Tête-à-tête with Maheen Khan | The Daily Star
12:00 AM, December 08, 2015 / LAST MODIFIED: 12:00 AM, December 08, 2015


Tête-à-tête with Maheen Khan

Maheen Khan is a fashion guru and a renowned designer. A legend in her field, she has spent more than two decades in the industry and owns the highly reputed Mayasir where she showcases her latest designs. 

This week Maheen Khan sat down with us at Star Lifestyle to talk about her life, fashion and the upcoming Khadi Festival.

Why did you choose fashion designing as a career? 
My mother - who was in the business from the 60s – was my mentor. She was actually quite an interesting person to have as a mother and a mentor, so naturally I always had the affinity to get myself involved in the industry. Initially, it was a professional decision rather than a creative one.  

What do you think of eco-fashion?
The whole world is changing. The idea of marketing products; how a product should be designed, developed and marketed has gone through a transformation. We are much more conscious about the environment now. So naturally, eco-friendly products – whether it's textiles or something else – need to be appropriately put forward before an audience. We are trying to promote Khadi, which is a 'green' textile. So we are definitely doing our part.

How was the Fashion Design Council of Bangladesh formed?
FDCB came along about two years ago. I initiated the association because I believed that we had to work together. We were very small and we had a Herculean task of producing Bangladeshi products. So we thought if we worked together, we would be much stronger, as an association and act as a platform for designers. We also wanted to promote Bangladeshi heritage.

Tell us about the Khadi Festival
We have been working on the Khadi Festival for about a year now. When we looked at Khadi being produced in Bangladesh, we realised that there were some production issues, especially with dyeing, the weak structure, and the low thread count of the fabric. Because of these problems, Khadi is not as popular as it once used to be, which is why I wanted to focus on it.

We asked the designers to improvise with some of the locally produced Khadi and the results were magnificent.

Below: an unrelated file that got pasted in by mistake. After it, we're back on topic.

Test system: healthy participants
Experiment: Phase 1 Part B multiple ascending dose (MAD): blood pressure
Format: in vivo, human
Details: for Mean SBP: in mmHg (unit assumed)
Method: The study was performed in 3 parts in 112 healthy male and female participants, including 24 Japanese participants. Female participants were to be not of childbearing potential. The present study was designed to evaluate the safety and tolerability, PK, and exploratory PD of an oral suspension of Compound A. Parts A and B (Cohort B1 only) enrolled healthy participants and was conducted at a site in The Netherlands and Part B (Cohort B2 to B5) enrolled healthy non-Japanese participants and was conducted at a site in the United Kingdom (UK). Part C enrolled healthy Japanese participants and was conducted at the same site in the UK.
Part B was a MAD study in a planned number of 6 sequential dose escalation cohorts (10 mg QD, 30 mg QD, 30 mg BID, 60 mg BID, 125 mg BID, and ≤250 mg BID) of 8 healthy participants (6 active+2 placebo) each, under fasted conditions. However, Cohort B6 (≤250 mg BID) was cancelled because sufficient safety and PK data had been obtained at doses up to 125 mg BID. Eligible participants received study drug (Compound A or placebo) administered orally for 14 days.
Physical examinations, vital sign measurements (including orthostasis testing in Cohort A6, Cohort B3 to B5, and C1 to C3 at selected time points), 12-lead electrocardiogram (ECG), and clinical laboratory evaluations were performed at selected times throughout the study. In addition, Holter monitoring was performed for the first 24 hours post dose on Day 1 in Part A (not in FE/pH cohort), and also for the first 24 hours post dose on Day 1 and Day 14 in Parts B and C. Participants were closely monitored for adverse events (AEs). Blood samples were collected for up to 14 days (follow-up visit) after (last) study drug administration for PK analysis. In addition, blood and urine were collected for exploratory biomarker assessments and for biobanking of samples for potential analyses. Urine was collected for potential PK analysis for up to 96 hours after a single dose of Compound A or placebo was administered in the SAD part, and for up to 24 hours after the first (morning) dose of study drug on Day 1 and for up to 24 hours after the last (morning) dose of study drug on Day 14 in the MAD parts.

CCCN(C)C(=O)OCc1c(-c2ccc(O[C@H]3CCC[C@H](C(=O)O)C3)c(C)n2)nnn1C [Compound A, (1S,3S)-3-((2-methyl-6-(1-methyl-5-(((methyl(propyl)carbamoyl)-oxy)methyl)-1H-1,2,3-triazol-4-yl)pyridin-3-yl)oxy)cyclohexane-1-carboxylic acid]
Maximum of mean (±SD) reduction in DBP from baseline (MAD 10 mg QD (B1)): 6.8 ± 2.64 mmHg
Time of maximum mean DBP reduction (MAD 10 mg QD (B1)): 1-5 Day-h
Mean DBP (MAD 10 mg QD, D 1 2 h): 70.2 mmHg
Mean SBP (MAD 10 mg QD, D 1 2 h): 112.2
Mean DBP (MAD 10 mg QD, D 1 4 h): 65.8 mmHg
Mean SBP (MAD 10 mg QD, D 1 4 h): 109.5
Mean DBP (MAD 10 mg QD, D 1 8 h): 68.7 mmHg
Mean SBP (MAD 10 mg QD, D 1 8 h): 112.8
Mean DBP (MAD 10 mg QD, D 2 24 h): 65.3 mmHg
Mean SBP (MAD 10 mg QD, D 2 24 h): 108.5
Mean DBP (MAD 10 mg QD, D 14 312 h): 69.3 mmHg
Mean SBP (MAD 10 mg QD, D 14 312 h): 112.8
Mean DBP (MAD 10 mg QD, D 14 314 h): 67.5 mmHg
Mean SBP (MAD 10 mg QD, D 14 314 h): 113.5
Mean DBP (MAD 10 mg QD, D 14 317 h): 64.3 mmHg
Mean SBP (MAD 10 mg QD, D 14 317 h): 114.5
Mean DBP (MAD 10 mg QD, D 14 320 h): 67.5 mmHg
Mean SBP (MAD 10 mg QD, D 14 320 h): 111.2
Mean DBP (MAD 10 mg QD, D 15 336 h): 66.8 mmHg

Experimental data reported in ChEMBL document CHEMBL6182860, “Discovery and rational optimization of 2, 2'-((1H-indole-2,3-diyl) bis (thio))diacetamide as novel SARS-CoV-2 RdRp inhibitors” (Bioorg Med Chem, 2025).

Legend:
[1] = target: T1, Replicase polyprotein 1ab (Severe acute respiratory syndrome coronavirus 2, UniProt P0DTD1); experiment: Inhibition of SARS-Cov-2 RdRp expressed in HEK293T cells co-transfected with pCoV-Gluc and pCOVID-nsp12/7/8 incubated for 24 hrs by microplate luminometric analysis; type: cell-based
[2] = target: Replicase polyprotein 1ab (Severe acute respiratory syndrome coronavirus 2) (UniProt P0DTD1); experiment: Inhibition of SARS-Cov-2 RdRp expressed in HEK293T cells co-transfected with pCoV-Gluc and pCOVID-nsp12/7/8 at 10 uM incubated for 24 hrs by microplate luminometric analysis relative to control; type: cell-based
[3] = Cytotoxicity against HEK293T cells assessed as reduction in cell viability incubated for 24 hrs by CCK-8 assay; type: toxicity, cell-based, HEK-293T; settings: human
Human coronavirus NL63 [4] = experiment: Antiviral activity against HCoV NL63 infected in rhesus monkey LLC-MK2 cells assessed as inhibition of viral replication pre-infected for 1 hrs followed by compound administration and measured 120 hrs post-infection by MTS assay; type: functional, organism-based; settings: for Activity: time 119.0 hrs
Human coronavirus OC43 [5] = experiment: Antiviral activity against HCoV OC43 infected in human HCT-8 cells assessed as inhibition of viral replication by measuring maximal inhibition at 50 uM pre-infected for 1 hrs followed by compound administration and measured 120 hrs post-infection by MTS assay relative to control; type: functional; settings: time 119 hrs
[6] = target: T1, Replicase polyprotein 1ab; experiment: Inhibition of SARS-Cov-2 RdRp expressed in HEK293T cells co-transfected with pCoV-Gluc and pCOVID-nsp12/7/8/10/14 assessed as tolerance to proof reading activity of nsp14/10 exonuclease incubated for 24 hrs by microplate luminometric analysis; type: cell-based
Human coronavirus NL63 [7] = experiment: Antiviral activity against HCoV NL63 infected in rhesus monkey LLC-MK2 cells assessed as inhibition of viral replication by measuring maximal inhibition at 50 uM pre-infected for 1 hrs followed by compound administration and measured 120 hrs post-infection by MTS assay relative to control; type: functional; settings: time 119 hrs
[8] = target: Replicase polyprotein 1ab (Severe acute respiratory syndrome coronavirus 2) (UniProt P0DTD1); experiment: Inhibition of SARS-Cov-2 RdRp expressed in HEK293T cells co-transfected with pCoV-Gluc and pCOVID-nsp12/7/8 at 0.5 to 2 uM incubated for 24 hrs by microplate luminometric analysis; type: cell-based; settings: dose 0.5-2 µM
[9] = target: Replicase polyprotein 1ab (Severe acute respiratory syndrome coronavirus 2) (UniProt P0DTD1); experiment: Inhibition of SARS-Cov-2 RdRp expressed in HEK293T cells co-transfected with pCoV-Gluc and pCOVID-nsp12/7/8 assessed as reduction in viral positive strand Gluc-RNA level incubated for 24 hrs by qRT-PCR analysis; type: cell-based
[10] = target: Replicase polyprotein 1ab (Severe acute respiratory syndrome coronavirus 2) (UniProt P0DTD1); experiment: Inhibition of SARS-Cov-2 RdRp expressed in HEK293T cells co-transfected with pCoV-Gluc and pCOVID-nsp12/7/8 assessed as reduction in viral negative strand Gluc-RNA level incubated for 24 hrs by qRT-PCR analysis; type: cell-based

The Festival is in two parts, one is the exhibition and the other is the fashion show. There will be two fashion shows, one on each day. We have six Indian designers as well as many Bangladeshi designers who are working with folk art forms. 

Alpona, Shitol Pati and Shokher Hari are a few of the many folk art forms that we are using. We are all using these decorative crafts and elements that have true Bangladeshi flavours. I am doing the 'paper-cutting' art form of Bangladesh. We blended Khadi with our folk art forms and we think that it will work wonderfully. 

Why are you focusing on Khadi? 
We are focusing on Khadi because it is our heritage textile. We were making very good Khadi materials about 150 years ago. We used to actually export Khadi from Comilla to other parts of India. Unfortunately, because of lack of patronage, Khadi is a dying craft. Naturally we felt like this was something we needed to focus on. We felt that if we had a proper strategy of how to develop and revive Khadi, maybe there will come a day when we will find much better quality Khadi being produced in Bangladesh.

What new and innovative designs can we expect to see at the Khadi Festival? 
We decided to use the elements from our folk traditions as value additions to our collection. Since this is not something we do normally, it was initially a hard concept to get around. We needed to make it funky, trendy, prêt and wearable. We also did not want the collections to look too South Asian. We want the designs to be global, happening and light and that is what you can expect to see at the Khadi Festival. 

How much work went into organising the event? 
We actually started working with the idea a while ago. It took about a full year's work, from the concept, to actually motivating the designers, to developing the specific collections for the show, to finally bringing the right sponsors on board.

Are you adapting to the computer technology for designing? What kinds of software do you use while designing?
As a designer, I still do a lot of things manually. All my manual drawings are then scanned, engineered and put into software such as the Illustrator where they are cleaned and refined. Personally, I think that we should always be open to change. We should also be looking at ways to adapt to the current available technology.

What advice do you have for other aspiring fashion designers? 
You must really research any project you are working on before you dive in. Also remember to always document your ideas. You need to be dedicated and you must constantly be practicing your form of art, whether it is the design or something else. Finally, keep yourself under constant pressure and always be hungry to achieve! 

By Naveed Naushad

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